Segregation distortion in Arabidopsis C24/Col-0 and Col-0/C24 recombinant inbred line populations is due to reduced fertility caused by epistatic interaction of two loci.
ABSTRACT A new large set of reciprocal recombinant inbred lines (RILs) was created between the Arabidopsis accessions Col-0 and C24 for quantitative trait mapping approaches, consisting of 209 Col-0 x C24 and 214 C24 x Col-0 F(7 )RI lines. Genotyping was performed using 110 evenly distributed framework single nucleotide polymorphism markers, yielding a genetic map of 425.70 cM, with an average interval of 3.87 cM. Segregation distortion (SD) was observed in several genomic regions during the construction of the genetic map. Linkage disequilibrium analysis revealed an association between a distorted region at the bottom of chromosome V and a non-distorted region on chromosome IV. A detailed analysis of the RILs for these two regions showed that an SD occurred when homozygous Col-0 alleles on chromosome IV coincided with homozygous C24 alleles at the bottom of chromosome V. Using nearly isogenic lines segregating for the distorted region we confirmed that this genotypic composition leads to reduced fertility and fitness.
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ABSTRACT: Crossing experiments indicate that hybrid sterility barriers frequently have developed within diploid, circumpolar plant species of the genus Draba. To gain insight into the rapid evolution of postzygotic reproductive isolation in this system, we augmented the linkage map of one of these species, D. nivalis, and searched for quantitative trait loci (QTLs) associated with reproductive isolation. The map adds 63 new dominant markers to a previously published dataset of 31 co-dominant microsatellites. These markers include 52 amplified fragment length polymorphisms (AFLPs) and 11 sequence-specific amplified polymorphisms (SSAPs) based on retrotransposon sequence. 22 markers displaying transmission ratio distortion were further included in the map. We resolved eight linkage groups with a total map length of 894 cM. Significant genotype-trait associations, or quantitative trait loci (QTL), were detected for reproductive phenotypes including pollen fertility (4 QTLs), seed set (3 QTLs), flowering time (3 QTLs) and number of flowers (4 QTLs). Observed patterns of inheritance were consistent with the influence of both nuclear-nuclear interactions and chromosomal changes on these traits. All seed set QTLs and one pollen fertility QTL displayed underdominant effects suggestive of the involvement of chromosomal rearrangements in hybrid sterility. Interestingly, D. nivalis is predominantly self-fertilizing, which may facilitate the establishment of underdominant loci and contribute to reproductive isolation.PLoS ONE 01/2014; 9(4):e93834. · 3.53 Impact Factor
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ABSTRACT: Cryptic genetic variation (CGV) is invisible under normal conditions, but it can fuel evolution when circumstances change. In theory, CGV can represent a massive cache of adaptive potential or a pool of deleterious alleles that are in need of constant suppression. CGV emerges from both neutral and selective processes, and it may inform about how human populations respond to change. CGV facilitates adaptation in experimental settings, but does it have an important role in the real world? Here, we review the empirical support for widespread CGV in natural populations, including its potential role in emerging human diseases and the growing evidence of its contribution to evolution.Nature Reviews Genetics 03/2014; · 41.06 Impact Factor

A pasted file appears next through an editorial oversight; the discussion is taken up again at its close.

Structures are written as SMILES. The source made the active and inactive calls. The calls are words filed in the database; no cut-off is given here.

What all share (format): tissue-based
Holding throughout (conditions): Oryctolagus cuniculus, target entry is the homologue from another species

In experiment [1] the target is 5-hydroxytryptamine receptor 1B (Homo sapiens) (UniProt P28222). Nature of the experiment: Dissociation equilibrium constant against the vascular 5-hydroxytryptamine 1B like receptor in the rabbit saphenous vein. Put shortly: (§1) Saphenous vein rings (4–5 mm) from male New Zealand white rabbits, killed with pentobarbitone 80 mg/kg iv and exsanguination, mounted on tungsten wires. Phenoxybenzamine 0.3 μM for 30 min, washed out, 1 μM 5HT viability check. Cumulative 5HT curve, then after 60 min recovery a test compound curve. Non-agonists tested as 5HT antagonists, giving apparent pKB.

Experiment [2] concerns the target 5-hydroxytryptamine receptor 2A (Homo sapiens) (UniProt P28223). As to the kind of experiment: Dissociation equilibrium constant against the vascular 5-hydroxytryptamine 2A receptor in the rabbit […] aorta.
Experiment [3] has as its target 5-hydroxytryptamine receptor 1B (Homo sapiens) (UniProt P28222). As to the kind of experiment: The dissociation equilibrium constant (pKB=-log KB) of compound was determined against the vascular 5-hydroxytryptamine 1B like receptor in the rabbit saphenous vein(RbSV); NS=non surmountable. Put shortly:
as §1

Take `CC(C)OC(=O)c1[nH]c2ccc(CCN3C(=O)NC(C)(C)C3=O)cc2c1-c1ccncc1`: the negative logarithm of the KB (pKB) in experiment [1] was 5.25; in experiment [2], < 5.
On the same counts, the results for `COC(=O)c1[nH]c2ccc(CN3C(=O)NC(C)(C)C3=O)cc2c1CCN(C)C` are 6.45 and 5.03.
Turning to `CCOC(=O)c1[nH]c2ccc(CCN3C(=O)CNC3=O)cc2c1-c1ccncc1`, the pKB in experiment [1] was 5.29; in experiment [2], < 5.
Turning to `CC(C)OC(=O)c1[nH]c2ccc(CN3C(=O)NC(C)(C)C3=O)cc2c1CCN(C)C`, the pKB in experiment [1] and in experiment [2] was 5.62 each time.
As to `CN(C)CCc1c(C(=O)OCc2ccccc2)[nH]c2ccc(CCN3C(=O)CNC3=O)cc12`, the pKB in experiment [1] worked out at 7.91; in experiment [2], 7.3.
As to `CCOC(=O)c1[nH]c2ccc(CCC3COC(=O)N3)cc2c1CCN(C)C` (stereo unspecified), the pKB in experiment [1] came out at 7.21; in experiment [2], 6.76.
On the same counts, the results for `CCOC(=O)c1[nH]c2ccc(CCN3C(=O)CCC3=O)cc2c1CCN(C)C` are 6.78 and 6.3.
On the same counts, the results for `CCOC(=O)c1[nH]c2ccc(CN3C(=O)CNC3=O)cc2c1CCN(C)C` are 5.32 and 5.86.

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ABSTRACT: Female control of nonrandom mating has never been genetically established, despite being linked to inbreeding depression and sexual selection. In order to map the loci that control female-mediated nonrandom mating, we constructed a new advanced intercross recombinant inbred line (RIL) population derived from a cross between Arabidopsis thaliana accessions Vancouver (Van-0) and Columbia (Col-0) and mapped quantitative trait loci (QTL) responsible for nonrandom mating and seed yield traits. We genotyped a population of 490 recombinant inbred lines. A subset of these lines was used to construct an expanded map of 1061.4 cM with an average interval of 6.7±5.3 cM between markers. QTL were then mapped for female- and male-mediated nonrandom mating and seed yield traits. To map the genetic loci responsible for female-mediated nonrandom mating and seed yield, we performed mixed pollinations with Col-NPTII and Van-0 pollen on RIL pistils. To map the loci responsible for male-mediated nonrandom mating and seed yield, we performed mixed pollinations with Col-NPTII and RIL pollen on Van-0 pistils. Composite interval mapping of these data identified four QTLs that control female-mediated nonrandom mating, and five QTLs that control female-mediated seed yield. We also identified four QTLs that control male-mediated nonrandom mating, and three QTLs that control male-mediated seed yield. Epistasis analysis indicates that several of these loci interact. To our knowledge, the results of these experiments represent the first time female-mediated nonrandom mating has been genetically defined.Plant physiology 03/2014; · 6.56 Impact Factor